The Fourth Circuit revisits today, July 11, the contentious issue of the degree of objective scientific evidence required to corroborate a Social Security applicant’s claim of pain-related disability. Today’s opinion is Hines v. Barnhart.

Hines is a railroad conductor who suffers from sickle cell disease. That condition produces significant and debilitating episodes of pain, but the pain is usually not susceptible of being objectively corroborated. An administrative law judge denied Hines’ request for a determination of job disability because he could not prove that the pain existed; today, the Fourth Circuit reverses and awards benefits without remanding the case to the district court.

As today’s opinion notes, the court and the Social Security Administration have visited this battleground before. The court specifically rejected the SSA’s requirement of objective corroboration in 1994, but the Administration, in an action that the court hints was defiant, “continued to require objective clinical evidence of the existence and intensity of a claimant’s pain” thereafter. A class action suit followed, in which the court reaffirmed its previous holding; the SSA was ultimately required to promulgate a policy statement, for distribution to all administrative law judges in the geographic extent of the Fourth Circuit, setting forth the court’s holdings on this point.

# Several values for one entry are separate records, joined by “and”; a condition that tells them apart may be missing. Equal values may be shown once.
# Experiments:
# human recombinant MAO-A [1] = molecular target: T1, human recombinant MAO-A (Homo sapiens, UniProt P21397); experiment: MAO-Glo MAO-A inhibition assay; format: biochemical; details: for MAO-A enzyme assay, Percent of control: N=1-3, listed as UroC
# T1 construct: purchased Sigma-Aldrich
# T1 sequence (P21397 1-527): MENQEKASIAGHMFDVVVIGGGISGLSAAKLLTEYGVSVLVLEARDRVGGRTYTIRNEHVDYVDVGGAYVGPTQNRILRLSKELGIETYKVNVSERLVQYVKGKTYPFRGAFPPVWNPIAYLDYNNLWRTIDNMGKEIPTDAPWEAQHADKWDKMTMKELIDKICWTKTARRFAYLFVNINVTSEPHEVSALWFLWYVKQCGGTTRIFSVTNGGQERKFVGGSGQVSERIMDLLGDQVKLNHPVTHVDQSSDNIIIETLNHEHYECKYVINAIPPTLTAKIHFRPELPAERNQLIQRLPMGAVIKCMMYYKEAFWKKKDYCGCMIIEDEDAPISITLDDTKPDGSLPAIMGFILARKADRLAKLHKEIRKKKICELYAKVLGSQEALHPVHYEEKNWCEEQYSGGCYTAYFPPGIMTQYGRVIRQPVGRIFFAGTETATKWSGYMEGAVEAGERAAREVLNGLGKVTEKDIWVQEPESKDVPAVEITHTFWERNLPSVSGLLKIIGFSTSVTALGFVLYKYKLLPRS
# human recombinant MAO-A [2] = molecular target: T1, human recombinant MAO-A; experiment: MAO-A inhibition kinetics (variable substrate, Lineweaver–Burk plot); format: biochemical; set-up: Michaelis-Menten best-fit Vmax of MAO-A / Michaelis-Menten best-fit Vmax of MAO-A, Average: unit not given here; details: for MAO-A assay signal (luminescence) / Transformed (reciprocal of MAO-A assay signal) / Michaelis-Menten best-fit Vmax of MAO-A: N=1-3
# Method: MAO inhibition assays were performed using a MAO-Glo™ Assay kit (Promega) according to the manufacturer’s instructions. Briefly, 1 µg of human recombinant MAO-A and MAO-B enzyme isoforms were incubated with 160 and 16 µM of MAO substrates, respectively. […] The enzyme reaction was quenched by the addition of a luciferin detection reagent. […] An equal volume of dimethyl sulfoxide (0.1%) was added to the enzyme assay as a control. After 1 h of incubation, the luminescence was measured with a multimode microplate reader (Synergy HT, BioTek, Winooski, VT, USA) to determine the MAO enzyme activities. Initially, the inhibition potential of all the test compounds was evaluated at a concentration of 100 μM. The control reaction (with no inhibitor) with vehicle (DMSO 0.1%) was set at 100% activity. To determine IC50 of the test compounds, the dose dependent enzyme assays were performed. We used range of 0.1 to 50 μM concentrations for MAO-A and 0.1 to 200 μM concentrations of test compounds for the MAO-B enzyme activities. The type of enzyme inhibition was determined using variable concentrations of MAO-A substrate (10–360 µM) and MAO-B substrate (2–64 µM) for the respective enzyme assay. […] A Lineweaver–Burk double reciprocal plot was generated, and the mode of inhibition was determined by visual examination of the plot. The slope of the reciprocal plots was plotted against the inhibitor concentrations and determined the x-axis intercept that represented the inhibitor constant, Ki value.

While this ruling applies only to Social Security disability claims, the reasoning could apply with equal force to, say, ordinary personal injury claims with pain symptoms that may have no objective corroboration. It is also worth noting that this case arose in North Carolina, not Virginia, so the persuasive power of the ruling may be lessened significantly for Virginia practitioners in other contexts.